Reversed Accounting: Legal Professionals, Families and the Gender Wealth Gap in France
Bessière, Céline (2019), Reversed Accounting: Legal Professionals, Families and the Gender Wealth Gap in France, Socio-Economic Review. 10.1093/ser/mwz036
TypeArticle accepté pour publication ou publié
Journal nameSocio-Economic Review
Oxford University Press
MetadataShow full item record
Abstract (EN)This article describes how legal professionals and families contribute to the widening, legitimation and concealment of the gender wealth gap. It is based on ethnographic observation, study of legal files and statistical data on gender wealth inequality in France. Despite formally equal law, family wealth arrangements in moments of estate planning and marital breakdown tend to reproduce gender inequality. The main legal professionals involved are lawyers and notaries. In their interactions with family members, they carry out reversed accounting, a logic of practice in which the result comes first and computation comes after. As families and legal professionals strive to preserve real estate and businesses, or to minimize taxes, they produce inventories, estimations and distributions of assets which disadvantage women, even though shares appear to be formally equal. Female legal professionals, as well as female clients, may endorse this concern, and thus, also unwittingly contribute to the gender wealth gap.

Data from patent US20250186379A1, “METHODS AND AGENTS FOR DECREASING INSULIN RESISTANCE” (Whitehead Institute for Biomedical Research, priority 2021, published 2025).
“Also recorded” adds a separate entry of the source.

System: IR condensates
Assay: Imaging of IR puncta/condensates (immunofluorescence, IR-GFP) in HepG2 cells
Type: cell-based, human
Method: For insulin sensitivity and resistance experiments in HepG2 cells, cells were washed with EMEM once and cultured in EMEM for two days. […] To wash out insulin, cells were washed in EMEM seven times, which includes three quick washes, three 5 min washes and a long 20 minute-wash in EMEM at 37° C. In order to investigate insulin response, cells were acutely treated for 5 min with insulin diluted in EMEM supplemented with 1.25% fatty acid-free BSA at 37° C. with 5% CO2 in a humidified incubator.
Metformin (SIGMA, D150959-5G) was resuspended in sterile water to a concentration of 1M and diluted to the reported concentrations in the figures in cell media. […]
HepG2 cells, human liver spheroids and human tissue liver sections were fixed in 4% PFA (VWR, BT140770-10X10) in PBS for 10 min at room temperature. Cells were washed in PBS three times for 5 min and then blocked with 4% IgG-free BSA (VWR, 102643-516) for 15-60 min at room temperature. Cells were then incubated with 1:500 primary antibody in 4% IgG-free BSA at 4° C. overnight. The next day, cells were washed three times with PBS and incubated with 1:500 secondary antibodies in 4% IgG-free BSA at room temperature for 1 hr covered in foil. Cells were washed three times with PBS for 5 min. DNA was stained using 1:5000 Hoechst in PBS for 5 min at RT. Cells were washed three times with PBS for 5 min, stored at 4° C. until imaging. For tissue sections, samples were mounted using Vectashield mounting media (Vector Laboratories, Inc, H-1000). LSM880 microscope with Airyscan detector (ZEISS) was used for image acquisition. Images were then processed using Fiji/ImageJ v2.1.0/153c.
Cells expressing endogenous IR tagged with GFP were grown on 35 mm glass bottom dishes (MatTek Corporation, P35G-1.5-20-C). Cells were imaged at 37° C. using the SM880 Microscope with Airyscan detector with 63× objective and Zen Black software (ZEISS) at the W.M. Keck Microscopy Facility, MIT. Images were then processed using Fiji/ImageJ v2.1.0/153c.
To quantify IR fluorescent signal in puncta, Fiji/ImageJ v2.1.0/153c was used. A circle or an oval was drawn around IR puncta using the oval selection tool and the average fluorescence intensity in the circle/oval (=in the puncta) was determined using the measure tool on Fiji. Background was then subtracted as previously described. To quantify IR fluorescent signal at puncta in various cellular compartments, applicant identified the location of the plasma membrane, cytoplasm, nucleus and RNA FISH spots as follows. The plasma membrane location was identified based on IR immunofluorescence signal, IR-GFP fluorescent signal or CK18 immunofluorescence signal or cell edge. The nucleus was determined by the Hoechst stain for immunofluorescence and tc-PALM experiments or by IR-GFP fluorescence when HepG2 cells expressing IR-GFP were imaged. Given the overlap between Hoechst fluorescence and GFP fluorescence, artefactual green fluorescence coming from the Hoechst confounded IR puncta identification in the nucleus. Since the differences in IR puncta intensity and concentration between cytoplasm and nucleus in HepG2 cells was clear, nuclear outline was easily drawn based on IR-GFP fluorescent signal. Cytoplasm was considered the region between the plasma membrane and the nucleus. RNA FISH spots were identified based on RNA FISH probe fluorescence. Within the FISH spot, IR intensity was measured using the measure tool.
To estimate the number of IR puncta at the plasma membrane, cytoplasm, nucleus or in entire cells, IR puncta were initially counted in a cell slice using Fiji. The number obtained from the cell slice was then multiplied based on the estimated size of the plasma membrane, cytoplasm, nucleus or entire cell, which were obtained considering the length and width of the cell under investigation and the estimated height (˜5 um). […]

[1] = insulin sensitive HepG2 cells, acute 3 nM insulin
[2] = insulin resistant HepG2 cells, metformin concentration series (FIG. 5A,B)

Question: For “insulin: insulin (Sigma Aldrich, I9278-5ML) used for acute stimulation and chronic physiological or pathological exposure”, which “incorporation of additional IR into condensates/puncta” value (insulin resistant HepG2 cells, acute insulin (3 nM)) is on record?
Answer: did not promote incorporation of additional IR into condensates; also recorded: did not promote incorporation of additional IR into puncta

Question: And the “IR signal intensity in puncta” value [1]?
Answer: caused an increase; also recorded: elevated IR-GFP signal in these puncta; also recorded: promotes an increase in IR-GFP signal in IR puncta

Subjects / Keywordsgender inequality; wealth; family; accounting; law; France
Showing items related by title and author.